Then, for me, before entering university I’m given nine thousand of summer reading to do rather than three hundred. I’m given more work, less guidance, and much more responsibility. Although frustrating and directionless at times, it is an exciting challenge – one that teaches me how to learn rather than just teaching me the things themselves, and this is what Ken Robinson says should be happening with education. It seems like something easy to suggest but much harder to implement:

Make the learning process more consistent throughout.

Keep creativity apart of every classroom, not just the art studio, encourage the fun side of education (Jump Start 12th Grade, anyone? And beyond the obvious link of “games” with “fun,” why save the interesting out-of-the-box seminars for college? Wouldn’t it be cool if more subjects were taught than Math, Science, English, and History, all through school? Just a little taste at least!), don’t abandon the annual rituals because no one is too cool for them, and teach us how to learn.

Growing up, I always thought that adulthood was so far away – that high school – was so far away, and I think Hollywood is to blame for that. Perhaps if I dress up and do this dance that back-to-school excitement will never leave?

Photo

Don’t Climb Too Slowly

[This post is part of Xandra the Adventuress‘s Thoroughly Adventurous Thursdays, but this post isn’t just about climbing so don’t be scared or anything silly like that :)]

In our fast-paced society, we are tempted, encouraged, instructed, to pick up the pace. We want things instantly. I just read about this today, in Stephanie Perkins‘s Anna and the French Kiss. Super awesome English teacher Professeur Cole says:

“It’s often suggested that as a culture, we’re only interested in immediate gratification. Fast food. Self-checkout. Downloadable music, movies, books. Instant coffee, instant rebates, instant messaging. Instant weight loss! Shall I go on?”

And she is right. One of my goals as a minimalist is to slow down. Well it was. Until this evening’s trip to the climbing gym when I realized that slowing down isn’t quite the solution to the negative effects of speeding up.

I was going up a friendly 5+ on a flat wall with no overhangs – a climb comfortably within my range – so I decided that my goal would be to conserve as much energy as possible by making deliberate choices and executing them with elegance. This strategy prevents me from mindlessly rushing up easy climbs without practicing technique – or worse, struggling on them and wasting loads of energy.

Essentially, I would slow down to avoid the carelessness that often comes with speeding up.

About halfway up the wall, I gazed at the options in front of me and was shocked to realize that I didn’t know what to do next. Brookes routes are straightforward, the challenge being in stamina more than technique, and this was supposed to be an easy climb for me. I was making very conscious decisions and taking care to place my feet and hands in the most effective positions. I was going slowly…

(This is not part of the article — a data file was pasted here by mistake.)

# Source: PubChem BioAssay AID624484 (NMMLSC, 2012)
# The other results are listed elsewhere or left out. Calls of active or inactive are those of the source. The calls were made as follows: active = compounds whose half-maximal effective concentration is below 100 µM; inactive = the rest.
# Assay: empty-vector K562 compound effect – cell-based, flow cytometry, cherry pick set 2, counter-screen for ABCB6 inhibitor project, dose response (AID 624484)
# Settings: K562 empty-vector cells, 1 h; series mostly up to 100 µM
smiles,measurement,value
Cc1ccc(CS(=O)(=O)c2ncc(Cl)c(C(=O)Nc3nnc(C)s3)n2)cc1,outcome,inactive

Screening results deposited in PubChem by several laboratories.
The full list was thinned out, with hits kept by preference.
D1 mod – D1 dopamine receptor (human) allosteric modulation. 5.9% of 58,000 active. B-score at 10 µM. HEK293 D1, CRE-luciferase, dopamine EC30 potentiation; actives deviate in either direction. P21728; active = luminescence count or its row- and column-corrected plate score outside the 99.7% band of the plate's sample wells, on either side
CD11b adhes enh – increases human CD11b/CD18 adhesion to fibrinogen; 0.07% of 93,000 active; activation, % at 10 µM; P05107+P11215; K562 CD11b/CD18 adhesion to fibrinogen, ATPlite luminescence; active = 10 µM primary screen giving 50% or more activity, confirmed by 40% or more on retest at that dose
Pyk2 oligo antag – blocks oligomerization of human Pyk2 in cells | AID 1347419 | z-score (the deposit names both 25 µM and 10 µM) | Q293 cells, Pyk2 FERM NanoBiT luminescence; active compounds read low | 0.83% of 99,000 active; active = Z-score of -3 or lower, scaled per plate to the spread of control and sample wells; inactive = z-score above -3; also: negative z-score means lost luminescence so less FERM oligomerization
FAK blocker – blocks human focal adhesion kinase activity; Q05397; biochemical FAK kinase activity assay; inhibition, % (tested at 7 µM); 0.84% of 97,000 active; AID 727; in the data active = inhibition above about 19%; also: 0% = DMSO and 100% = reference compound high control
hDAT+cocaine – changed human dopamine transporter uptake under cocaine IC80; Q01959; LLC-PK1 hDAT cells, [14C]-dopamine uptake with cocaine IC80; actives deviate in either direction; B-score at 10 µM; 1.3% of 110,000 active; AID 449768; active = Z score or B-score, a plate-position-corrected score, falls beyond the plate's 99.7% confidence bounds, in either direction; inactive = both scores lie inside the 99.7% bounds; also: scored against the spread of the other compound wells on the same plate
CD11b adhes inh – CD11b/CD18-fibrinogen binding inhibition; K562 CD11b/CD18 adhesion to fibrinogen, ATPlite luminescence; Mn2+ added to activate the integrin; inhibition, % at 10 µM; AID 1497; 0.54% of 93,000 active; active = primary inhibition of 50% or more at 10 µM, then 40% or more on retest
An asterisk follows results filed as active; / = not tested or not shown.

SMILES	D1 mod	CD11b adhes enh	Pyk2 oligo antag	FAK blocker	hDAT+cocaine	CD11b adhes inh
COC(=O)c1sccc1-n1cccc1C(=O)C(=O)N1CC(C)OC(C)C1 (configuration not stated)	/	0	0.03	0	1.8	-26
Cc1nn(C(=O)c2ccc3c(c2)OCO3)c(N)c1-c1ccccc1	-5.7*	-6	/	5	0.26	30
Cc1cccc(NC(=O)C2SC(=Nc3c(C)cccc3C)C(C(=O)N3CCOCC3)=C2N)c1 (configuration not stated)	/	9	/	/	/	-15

Too slowly. As I paused to look up I noticed that all of the holds were barely beyond my reach, and that the way to get to them was with momentum. The best use of my energy was not in making sure that I was in the most rested positions throughout, but to propel myself to the top, using the energy I gained along the way, to ensure that I wouldn’t need to rest at all. If I stopped at every hold, I would have to build up energy to reach for the next tricky one every time.

“Slowing down” didn’t work. “Moving efficiently” did.

I should have known! This is the same mistake I have discovered in reading – sometimes if I don’t understand something, slowing down leads to more confusion. Instead I force myself to speed up to get my mind to work more quickly at piecing the information together, and usually this works.

Sometimes I use “slowing down” as an excuse to zone out and relax too much, when really a little speeding up will energize me and sharpen my focus, allowing me to power through whatever challenge lies before me.

(The second half of the climb took about a minute to complete. Bam.)

my favorite film genre: the off-beat romance

It’s taken me a while to admit this to myself, let alone the world, but alas: I love romantic comedies and chick flicks. I appreciate that often they aren’t the best films cinematically, but I enjoy them. And yes, I did see I Don’t Know How She Does It on opening weekend.

But my favorite film genre is more specific:

The Off-Beat Romance.

(500) Days of Summer. Stranger Than Fiction. 10 Things I Hate About You. Juno.

I recently saw two films from this category, hence the realization that it is my favorite, because they were freaking fun:

One Day: Covers twenty years of one relationship, showing only the July 15ths. Being the Anne Hathaway fan I am, I had to see this film, and it made me a Jim Sturgess fan as well (previously I had only seen him in Across the Universe – also fabulous – so couldn’t really call myself a Jim Sturgess Fan so much as a Jim Sturgess in Across the Universe Fan). I also wanted to steal her wardrobe for a lot of the film (an excellent element of the Off-Beat Romance genre: fantastic fashion.). Then realized that a lot of it is already in my closet…

You Instead: What’s cool about this film – and also, what’s a bit weird at first – is that it takes place over the course of an entire day at a music festival and feels as if it doesn’t really skip parts. It’s about a cool guy in a band (Luke Treadaway) a cool girl in a band (Natalia Tena) who develop an intuitive bond over their initial mutual hatred (yeah, sometimes any romance is cliché, but sometimes it works!) and their passion for music! Now unfortunately, this film doesn’t have a US release date…yet…but it’s a great excuse to visit the UK I guess :)

Off-Beat Romances are often about characters who think they’re too cool for romance and then they fall for it anyway. Kind of like my relationship with rom-coms. Well consider this my crazy cliché public declaration of love in the end when the guy (usually the guy) is like screw being indie cool, YOU ARE AWESOME.

See what I’ve read, watched, and listened to this week at dodgy’s culture diary :)